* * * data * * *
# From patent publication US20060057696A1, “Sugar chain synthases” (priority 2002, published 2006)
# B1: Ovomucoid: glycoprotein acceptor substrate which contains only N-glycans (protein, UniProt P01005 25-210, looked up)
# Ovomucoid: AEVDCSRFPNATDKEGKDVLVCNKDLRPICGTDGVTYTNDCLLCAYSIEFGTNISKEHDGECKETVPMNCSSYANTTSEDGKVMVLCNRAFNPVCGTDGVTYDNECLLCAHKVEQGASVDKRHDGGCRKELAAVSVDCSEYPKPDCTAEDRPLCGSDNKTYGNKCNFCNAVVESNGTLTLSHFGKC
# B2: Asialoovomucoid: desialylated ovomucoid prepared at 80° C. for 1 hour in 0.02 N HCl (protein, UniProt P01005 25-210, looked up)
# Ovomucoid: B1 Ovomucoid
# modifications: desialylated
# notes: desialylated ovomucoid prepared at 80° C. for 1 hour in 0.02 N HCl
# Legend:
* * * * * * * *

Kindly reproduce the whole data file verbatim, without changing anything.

# From patent publication US20060057696A1, “Sugar chain synthases” (priority 2002, published 2006)
# B1: Ovomucoid: glycoprotein acceptor substrate which contains only N-glycans (protein, UniProt P01005 25-210, looked up)
# Ovomucoid: AEVDCSRFPNATDKEGKDVLVCNKDLRPICGTDGVTYTNDCLLCAYSIEFGTNISKEHDGECKETVPMNCSSYANTTSEDGKVMVLCNRAFNPVCGTDGVTYDNECLLCAHKVEQGASVDKRHDGGCRKELAAVSVDCSEYPKPDCTAEDRPLCGSDNKTYGNKCNFCNAVVESNGTLTLSHFGKC
# B2: Asialoovomucoid: desialylated ovomucoid prepared at 80° C. for 1 hour in 0.02 N HCl (protein, UniProt P01005 25-210, looked up)
# Ovomucoid: B1 Ovomucoid
# modifications: desialylated
# notes: desialylated ovomucoid prepared at 80° C. for 1 hour in 0.02 N HCl
# Legend: